Atlanta Hawks make NBA All-Star Game history, good and bad, in consecutive seasons


In 2015, the Atlanta Hawks became just the eighth team in NBA history to place four players on the all-star team in the same season. Despite returning those same four starters– Al Horford, Paul Millsap, Jeff Teague, and Kyle Korver– in 2016, only one Hawk, Millsap, is an all-star this season, making Atlanta the first team in NBA history ever to follow up a four-all-star season with a season in which only one (or fewer) of its players made the all-star team. (For purposes of the 1998 Lakers, I looked to the 2000 ASG, the event having been cancelled in 1999 due to an owners’ lockout.)

Furthermore, due to an ankle sprain he suffered in last night’s loss to the Pacers, Millsap might not even make an appearance in next month’s All-Star Game.

The Hawks’ 27-21 record is good enough for first in their division and fourth in the Eastern Conference.


Kyle Korver Is On Pace For The Best NBA Shooting Season Of All Time (via FiveThirtyEight)

In the NBA, the apex of individual shooting is a 50-40-90 season — shooting 50 percent from the field, 40 percent on 3-pointers and 90 percent on free throws. Not many people can sustain that kind of accuracy from inside and out. Since the three-point line was adopted for the 1979-80 campaign, just six players (in 10 seasons overall) have hit 50-40-90 on their percentages.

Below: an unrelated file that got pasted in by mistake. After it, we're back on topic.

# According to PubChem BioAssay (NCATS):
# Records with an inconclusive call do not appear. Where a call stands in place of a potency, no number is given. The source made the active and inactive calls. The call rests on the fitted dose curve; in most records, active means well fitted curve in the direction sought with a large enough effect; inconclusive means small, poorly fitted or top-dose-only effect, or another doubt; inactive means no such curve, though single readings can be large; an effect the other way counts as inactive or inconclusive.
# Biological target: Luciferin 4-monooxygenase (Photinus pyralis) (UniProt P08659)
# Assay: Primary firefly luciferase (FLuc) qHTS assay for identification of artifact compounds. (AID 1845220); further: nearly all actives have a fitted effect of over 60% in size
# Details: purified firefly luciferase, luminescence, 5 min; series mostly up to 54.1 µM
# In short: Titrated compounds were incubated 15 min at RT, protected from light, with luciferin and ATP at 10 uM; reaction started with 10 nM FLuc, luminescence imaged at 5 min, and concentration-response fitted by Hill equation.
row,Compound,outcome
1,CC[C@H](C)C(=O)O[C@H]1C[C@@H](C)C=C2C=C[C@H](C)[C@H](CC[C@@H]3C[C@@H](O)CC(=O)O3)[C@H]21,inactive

Kyle Korver is doing his best to become the 11th. There are a handful of players within striking distance of 50-40-90, but only Korver, the Atlanta Hawks’ All-Star shooting guard, is on pace to achieve it. Korver is operating on a different plane of existence right now — shooting 51.2 percent from the field, 52.3 percent on 3-pointers and 91.1 percent from the free-throw line. He could have the first-ever 50-50-90 season. … Read More

(via FiveThirtyEight)

No Place Like Home: Hawks drop game six, 95-88

pacers-hawks game 6

AD and Commodawg were at Phillips Arena– a/k/a The Highlight Factory a/k/a The Hawk’s Nest– last night with the hopes of seeing eight seed Atlanta clinch a first-round series over one seed Indiana. Instead, we saw a suddenly tentative Hawks team repeatedly surrender leads, including a four-point lead with about two minutes to go in the game, while the Pacers played as steady of a game as they have all series. I don’t know enough about the NBA to offer any real insight or analysis about what happened last night, but on the offensive side, it seemed to me that Atlanta kept finding the wrong shots for the wrong people. In particular, Jeff Teague, Kyle Korver, and Paul Milsap seemed to fail to fully embrace their roles on the team last night. Korver is a starter who also is a three-point specialist. He needs to make more than three treys, and he probably needs to attempt more than eight for the Hawks to win. Atlanta was good from the free-throw line as a team (87.5%, Teague was 9-9), but it would have been great to see Teague take over in this game, which neither team really seemed to want to win. In general, the Hawks need to improve their shot selection in game seven: 35.8% from the field isn’t going to cut it.

The atmosphere at the arena last night was a fun one. All the seats were filled, and everyone was dressed in red and engaged in the game from start to finish. For one night anyway, the Hawks had captured their home town’s attention. Here’s hoping they close out the Pacers on Saturday evening in Indiana and give those fans another reason to come out and support them in the postseason.